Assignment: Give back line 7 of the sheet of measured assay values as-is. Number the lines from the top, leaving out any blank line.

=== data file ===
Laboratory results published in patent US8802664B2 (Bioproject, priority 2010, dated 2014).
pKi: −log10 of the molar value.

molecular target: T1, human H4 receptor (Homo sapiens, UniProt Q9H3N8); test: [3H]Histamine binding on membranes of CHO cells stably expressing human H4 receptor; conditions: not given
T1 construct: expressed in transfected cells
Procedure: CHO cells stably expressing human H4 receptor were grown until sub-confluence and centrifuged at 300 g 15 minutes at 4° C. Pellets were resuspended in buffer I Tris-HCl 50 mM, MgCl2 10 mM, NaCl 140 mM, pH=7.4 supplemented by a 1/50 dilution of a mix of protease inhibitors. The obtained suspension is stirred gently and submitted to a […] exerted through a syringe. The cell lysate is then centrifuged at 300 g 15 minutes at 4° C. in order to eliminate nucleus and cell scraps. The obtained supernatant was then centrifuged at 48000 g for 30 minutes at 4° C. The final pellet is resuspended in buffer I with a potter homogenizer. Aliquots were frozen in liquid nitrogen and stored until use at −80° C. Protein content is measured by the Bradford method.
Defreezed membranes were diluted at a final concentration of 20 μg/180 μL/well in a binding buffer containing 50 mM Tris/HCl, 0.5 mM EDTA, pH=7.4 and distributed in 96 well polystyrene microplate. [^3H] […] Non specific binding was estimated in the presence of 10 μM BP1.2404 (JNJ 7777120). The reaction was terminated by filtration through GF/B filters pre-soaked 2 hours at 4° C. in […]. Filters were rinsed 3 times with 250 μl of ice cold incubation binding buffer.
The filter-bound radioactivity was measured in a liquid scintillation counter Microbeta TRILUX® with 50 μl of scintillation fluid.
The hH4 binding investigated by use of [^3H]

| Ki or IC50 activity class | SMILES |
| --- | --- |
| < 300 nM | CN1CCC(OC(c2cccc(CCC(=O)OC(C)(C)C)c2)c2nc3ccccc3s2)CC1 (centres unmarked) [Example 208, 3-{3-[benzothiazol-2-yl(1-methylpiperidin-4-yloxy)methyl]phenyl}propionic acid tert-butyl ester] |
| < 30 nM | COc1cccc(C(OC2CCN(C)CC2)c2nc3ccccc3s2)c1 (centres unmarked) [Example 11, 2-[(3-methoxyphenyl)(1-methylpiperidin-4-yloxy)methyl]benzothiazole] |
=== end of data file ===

The filter-bound radioactivity was measured in a liquid scintillation counter Microbeta TRILUX® with 50 μl of scintillation fluid.